Legacy Maker

A modern version of Hemingway’s Pilar writes the next chapter for two boatbuilding families.

My Mount Rushmore of most notable boats is a select group. While not yet set in stone, my working list includes the Bertram 31, JFK’s Honey Fitz, Hatteras’s pioneering Knit-Wits and Hemingway’s Pilar. So, suffice it to say that when I heard that Wheeler Yacht Company was making its return to boat building with the help of Maine’s esteemed Brookline Boat Yard and that their first project was a modern adaptation of Papa’s storied ship, my ears perked up.

When renderings slid into my inbox from our own contributing yacht designer Bill Prince (who’d been tapped to make this dream into a reality), I was hooked.

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The original Pilar was a custom Wheeler 38. Started in Brooklyn, New York, in 1910, the Wheeler Yacht Company would build more than 3,500 recreational and wartime vessels during its 55-year run. Wes Wheeler, the grandson of founder Howard Wheeler Sr., was lured back to the defunct family business by a fortuitous request a few years ago. Filmmakers sought his help consulting on a Pilar replica. The movie never was completed, but that experience activated his recessive boatbuilding genes. He tapped Prince and Brooklin Boat Yard to help relaunch his birthright. With the launch of the 38 just weeks away, I found myself driving down the gravel driveway to the idyllic harborside boatyard where she was being built. Workers were wandering out after a full day in the shop and locals soaked up the sun on the rocky shore as a small center console was backed down the humble ramp to chase a sunset.

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Brooklin Boat Yard President Steve White, another proud son of the boatbuilding tradition, runs a skiff across Center Harbor—a picturesque piece of water—to meet me in the parking lot. Son of company founder Joel White, Steve has been manning the helm of the iconic yard for more than 40 years. I follow him into the three-story shed he had built in 2000 to accommodate larger custom builds.

A prominent black-and-white photo of the late Brooklin Boat Yard founder Joel White hangs in the shop.

A prominent black-and-white photo of the late Brooklin Boat Yard founder Joel White hangs in the shop.

Wooden scaffolding surrounds the black hull of the 38. Sawhorses, tools and rags lie about; a light layer of saw dust covers the floor. Photos of past builds and finished restorations adorn the left side of the building, including a shot of one of their most famous restorations: the 1937 commuter yacht Aphrodite, which earned the yard numerous accolades. They’re well deserved. Opposite of this photographic hall-of-famer, hanging crooked on a wooden post, is the rendering for the finished 38—a constant reminder and inspiration for the team building the boat.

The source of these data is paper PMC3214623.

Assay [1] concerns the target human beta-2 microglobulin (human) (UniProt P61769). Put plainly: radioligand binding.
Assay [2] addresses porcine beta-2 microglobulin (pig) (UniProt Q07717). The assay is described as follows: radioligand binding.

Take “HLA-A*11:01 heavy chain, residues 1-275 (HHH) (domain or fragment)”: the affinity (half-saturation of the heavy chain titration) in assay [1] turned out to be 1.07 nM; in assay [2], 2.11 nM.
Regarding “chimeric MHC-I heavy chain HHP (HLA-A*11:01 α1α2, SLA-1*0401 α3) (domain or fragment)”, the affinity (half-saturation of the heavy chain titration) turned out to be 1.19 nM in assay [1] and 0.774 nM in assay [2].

Levels, line drawings and clamps fill a table just aft of the 38’s stern. I notice the wood helm being finished on a carpenter’s bench along with a pair of black-and-white photos from the original Wheeler yard. A new build in every way, the photos are a reminder that this project carries with it the weight of a family legacy.

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Standing in the cockpit, which is cluttered with tools, it takes only a little imagination to see this boat trolling off Cuban waters.

As we chat about the impact a project like this has on his 60-person operation, White explains that this 38 will reverberate across more than a few legacies. He tells me that he is in the process of selling his company directly to his employees through a program known as an ESOP (Employee Stock Ownership Plan). Without children to pass the company on to and not wanting to sell out to a larger corporation, White seems proud to be leaving his company to the hard-working employees who built it. It also means that every employee has a vested interest in seeing the 38 succeed.

With lines from a bygone era and a legacy built from a literary icon, it’s easy to forget that this 38 is a thoroughly modern adaptation of the original. Yanmar diesels, a Seakeeper, a Cummins generator and a litany of other modern systems run through the heart of the vessel. Perhaps nowhere will this be more evident than in the finished salon. At the time of my visit, a large box fan, exposed wiring and a half acre of blue painters’ tape crisscrossed the space. Still, standing in the belly of the beast revealed a space that will be classically inspired, with modern comfort to spare. Knowing what the finished product will look like, I can imagine the smell of leather-bound books and oaky whiskey mixing perfectly with a salty breeze.

Plans for the 38 originally included Wheeler taking the boat on an East Coast boat show tour to drum up excitement for the builder’s return, but those were scattered to the wind with the pandemic. White is hopeful that he’ll still run the boat down the coast and end up in the Florida Keys in the not-so-distant future. He’s not sure where the boat will go from there, but I hear Cuba’s nice this time of year.

This article originally appeared in the October 2020 issue of Power & Motoryacht magazine.

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